Tea or Coffee. How do the cups compare?
The ongoing debate of tea or coffee has found its way onto the breakfast table and office conversation time and time again – and everyone seems to prefer one over the other. As a tea drinker myself, I’ve always been firmly on the side of the leaves over the beans. But how do they stack up in a head to head (rim to rim) comparison?
First of all, coffee is clearly the better choice if it’s a caffeine boost you’re after. Estimates of caffeine in coffee are generally much higher than black tea – with coffee containing up to 200mg caffeine/ 8 oz. cup compared to up to 70mg caffeine/ 8oz. cup of black tea. However, it ought to be said that caffeine is not a particularly good way of reducing how tired you are in the long run. Although it does provide the initial boost you’re craving, you’ll soon find that you need more to ‘top up’ as its affects wear off. Additionally, drinking coffee has been shown to have a detrimental effect on your sleeping if drank up to 6 hours before bed time. It might be better, therefore, to try and get some more sleep instead – and not enter into a vicious cycle of drinking coffee because you’re tired, and being tired because you’re drinking coffee. You might also consider drinking black tea instead, as it will provide you with a smaller caffeine boost that will affect your sleeping patterns less.
Second of all, tea seems to be the best choice if it’s weight loss you’re after. Whilst most studies focus on green tea as an aid for weight loss due to the chemical catechins, black tea has also been shown to help with the process. Although it is debatable whether either tea or coffee have a real effect on weight loss, it’s fairly safe to say that you’re at least less likely to add more calories to your tea. Coffee drinkers across the world often have the options of additional creams, syrups and even chocolate – adding to the calories already present. Tea, on the other hand, tends to be drunk with only the possibility of extra milk or sugar – still bad, but not as bad.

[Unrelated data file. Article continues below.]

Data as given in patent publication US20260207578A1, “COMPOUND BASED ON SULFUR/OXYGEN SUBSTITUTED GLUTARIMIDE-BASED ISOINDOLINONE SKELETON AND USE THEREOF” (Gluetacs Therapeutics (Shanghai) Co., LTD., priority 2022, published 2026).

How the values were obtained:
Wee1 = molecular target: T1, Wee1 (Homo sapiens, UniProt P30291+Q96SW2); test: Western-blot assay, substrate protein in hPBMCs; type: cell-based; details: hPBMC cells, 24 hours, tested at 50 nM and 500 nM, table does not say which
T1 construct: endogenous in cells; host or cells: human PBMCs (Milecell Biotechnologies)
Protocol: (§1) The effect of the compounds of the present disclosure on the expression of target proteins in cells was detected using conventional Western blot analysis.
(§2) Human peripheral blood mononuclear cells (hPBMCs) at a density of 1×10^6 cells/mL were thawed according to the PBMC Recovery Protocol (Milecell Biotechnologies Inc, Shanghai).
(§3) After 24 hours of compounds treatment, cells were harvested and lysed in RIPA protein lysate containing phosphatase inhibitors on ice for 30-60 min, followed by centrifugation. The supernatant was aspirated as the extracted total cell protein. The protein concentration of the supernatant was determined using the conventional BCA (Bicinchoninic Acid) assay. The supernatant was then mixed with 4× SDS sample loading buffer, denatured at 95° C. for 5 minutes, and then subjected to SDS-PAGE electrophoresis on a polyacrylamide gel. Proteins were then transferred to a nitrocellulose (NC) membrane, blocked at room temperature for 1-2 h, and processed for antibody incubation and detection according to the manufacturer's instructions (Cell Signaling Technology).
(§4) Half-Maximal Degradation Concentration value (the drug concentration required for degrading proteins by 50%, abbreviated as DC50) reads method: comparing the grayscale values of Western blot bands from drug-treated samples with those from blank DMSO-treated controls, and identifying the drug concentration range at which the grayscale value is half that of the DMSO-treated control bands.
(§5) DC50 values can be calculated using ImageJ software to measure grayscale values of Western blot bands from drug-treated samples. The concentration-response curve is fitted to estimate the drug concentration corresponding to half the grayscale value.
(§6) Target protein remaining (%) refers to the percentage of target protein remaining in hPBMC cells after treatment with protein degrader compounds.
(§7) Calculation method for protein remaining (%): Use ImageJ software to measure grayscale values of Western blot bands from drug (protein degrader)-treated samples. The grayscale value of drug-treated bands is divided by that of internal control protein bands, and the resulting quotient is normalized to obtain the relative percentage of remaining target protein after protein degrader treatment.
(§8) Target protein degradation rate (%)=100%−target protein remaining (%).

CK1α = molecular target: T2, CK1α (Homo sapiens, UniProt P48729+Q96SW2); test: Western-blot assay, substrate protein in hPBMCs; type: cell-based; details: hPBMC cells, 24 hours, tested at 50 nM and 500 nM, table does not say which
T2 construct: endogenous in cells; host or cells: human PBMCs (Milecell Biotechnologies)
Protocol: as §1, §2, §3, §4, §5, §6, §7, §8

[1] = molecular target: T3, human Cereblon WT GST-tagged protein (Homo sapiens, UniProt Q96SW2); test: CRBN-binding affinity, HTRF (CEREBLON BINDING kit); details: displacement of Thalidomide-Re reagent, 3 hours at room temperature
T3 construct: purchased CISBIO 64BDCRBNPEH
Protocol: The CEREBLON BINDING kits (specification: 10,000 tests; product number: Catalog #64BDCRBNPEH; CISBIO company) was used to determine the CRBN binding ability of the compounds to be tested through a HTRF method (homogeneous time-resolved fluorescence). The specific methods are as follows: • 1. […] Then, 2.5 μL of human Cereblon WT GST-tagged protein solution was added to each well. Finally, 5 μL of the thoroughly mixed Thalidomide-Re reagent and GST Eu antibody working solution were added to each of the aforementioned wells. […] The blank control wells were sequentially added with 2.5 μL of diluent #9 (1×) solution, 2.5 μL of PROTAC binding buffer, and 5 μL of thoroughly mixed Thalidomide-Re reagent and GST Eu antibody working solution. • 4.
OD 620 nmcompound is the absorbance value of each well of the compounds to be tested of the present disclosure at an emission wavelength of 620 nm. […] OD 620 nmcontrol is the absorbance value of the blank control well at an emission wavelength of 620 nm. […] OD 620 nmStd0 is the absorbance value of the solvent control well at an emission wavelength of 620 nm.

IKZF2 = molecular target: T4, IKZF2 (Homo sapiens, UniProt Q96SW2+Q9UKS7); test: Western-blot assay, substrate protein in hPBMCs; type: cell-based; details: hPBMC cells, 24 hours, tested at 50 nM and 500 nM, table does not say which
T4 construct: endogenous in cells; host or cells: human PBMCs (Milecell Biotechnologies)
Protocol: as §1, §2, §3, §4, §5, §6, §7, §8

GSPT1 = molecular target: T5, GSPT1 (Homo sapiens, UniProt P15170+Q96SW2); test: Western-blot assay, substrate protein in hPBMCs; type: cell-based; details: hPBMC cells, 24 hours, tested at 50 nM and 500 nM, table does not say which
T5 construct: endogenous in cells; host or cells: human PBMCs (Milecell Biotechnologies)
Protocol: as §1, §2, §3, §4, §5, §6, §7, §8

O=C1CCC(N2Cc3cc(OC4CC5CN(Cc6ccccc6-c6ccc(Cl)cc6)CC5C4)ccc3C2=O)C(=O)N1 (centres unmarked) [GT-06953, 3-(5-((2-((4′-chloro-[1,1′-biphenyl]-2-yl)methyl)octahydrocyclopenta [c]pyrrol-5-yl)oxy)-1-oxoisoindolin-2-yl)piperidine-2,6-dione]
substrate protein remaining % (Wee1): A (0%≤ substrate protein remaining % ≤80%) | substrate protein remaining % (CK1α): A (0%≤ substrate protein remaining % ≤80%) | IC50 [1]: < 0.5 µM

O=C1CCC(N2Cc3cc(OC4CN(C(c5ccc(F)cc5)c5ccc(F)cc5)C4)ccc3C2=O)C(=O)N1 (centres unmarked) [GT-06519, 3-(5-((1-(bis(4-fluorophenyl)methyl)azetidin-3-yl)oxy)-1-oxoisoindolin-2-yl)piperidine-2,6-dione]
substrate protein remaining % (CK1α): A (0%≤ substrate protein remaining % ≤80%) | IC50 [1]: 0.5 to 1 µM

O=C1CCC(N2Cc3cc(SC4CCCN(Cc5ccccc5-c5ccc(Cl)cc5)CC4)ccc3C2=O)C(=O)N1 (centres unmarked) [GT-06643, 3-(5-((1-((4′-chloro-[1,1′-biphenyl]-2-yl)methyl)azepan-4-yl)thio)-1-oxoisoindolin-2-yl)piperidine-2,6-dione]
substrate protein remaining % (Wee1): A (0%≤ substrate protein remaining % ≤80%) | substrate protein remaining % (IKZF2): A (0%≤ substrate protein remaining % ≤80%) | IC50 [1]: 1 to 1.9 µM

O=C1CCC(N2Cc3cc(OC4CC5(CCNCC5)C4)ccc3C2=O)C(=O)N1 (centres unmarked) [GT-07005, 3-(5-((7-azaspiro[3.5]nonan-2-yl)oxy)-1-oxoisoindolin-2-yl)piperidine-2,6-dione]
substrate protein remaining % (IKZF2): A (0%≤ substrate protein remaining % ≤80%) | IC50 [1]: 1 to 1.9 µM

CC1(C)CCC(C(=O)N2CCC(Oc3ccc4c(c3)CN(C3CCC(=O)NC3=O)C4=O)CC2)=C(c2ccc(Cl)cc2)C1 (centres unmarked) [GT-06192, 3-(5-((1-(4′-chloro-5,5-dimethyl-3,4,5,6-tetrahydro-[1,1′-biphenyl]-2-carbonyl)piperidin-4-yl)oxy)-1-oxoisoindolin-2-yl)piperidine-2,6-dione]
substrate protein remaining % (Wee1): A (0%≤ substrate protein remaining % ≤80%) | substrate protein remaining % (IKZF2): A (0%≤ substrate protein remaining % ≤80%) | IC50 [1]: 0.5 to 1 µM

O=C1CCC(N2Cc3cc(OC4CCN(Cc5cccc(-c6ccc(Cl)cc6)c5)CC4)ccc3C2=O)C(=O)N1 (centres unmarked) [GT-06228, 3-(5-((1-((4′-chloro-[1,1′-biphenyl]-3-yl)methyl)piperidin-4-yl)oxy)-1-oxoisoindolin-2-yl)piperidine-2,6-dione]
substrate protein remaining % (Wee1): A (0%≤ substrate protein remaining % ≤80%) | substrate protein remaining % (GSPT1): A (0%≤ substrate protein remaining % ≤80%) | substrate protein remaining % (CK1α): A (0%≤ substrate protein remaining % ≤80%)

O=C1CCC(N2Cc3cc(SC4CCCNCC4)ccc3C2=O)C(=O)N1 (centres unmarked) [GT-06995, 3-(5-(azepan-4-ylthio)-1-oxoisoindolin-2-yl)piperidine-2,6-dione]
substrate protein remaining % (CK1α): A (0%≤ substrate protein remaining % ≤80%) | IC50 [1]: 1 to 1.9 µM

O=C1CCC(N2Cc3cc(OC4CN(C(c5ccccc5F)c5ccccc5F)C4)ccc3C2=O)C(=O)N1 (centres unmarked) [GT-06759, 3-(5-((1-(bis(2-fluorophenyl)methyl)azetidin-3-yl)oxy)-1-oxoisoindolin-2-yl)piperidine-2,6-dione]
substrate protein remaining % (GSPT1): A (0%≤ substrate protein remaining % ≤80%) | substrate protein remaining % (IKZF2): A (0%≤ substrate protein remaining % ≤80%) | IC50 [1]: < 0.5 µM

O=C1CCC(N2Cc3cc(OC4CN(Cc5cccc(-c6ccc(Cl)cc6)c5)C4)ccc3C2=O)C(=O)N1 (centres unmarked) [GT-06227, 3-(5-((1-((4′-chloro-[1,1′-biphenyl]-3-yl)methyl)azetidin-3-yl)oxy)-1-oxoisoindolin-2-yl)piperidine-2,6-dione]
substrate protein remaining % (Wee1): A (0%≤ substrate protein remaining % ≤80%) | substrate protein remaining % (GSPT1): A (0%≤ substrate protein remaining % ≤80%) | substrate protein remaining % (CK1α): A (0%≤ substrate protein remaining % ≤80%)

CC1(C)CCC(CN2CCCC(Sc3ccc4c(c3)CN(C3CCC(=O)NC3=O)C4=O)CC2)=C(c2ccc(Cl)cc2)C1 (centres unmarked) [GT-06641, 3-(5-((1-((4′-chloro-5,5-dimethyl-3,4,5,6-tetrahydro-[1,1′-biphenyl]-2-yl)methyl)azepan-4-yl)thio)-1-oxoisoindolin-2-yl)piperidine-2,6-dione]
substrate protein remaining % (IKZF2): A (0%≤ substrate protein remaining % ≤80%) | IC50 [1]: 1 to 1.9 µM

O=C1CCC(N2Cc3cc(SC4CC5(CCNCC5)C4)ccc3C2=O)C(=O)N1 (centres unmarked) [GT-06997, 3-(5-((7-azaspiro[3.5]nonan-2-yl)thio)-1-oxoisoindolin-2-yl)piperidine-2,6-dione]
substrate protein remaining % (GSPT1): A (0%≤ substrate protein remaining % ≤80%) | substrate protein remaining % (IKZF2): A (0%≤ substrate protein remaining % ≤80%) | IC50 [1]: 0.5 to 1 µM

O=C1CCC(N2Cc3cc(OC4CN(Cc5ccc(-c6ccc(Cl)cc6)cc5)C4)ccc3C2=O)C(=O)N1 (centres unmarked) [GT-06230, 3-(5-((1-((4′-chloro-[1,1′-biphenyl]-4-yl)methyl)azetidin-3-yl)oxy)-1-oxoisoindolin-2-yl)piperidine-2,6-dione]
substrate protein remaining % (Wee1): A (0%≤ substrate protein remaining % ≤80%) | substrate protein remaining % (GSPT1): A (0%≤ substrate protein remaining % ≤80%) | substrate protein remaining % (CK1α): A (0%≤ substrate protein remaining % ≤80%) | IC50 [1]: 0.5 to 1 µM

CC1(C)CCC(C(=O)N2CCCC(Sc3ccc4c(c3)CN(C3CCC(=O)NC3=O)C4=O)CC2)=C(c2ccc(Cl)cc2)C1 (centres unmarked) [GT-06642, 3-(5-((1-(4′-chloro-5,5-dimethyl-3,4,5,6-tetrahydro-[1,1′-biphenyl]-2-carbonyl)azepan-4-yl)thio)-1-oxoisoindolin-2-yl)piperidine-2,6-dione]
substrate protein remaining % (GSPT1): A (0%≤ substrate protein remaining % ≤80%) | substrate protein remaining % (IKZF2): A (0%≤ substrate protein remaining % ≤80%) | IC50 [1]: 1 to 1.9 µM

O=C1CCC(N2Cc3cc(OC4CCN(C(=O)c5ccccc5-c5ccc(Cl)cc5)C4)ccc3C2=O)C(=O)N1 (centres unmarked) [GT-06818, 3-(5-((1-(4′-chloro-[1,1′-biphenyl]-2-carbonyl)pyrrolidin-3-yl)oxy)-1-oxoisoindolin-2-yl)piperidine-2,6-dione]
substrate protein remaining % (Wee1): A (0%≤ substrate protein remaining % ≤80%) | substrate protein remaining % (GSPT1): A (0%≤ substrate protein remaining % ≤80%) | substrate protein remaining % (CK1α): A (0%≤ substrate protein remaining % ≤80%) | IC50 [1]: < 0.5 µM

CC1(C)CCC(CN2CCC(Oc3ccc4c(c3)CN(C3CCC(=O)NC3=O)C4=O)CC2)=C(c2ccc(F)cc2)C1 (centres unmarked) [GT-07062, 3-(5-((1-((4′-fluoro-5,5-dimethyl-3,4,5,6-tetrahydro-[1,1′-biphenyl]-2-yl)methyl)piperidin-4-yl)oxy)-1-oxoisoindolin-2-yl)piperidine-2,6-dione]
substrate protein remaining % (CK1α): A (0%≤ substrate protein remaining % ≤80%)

Finally, many studies also suggest that tea has more health benefits than coffee – for example, it has been suggested that tea improves your immune system. Since tea can reduce stress levels (and coffee can raise them), tea is – in that respect – kinder to your body. Additionally, the reduced chance of disrupted sleep from choosing tea over coffee will also no doubt aid in your body’s natural defences.
There are many advantages and disadvantages to drinking both coffee and black tea, but overall it seems that tea might be the winner. At least until more research is done.
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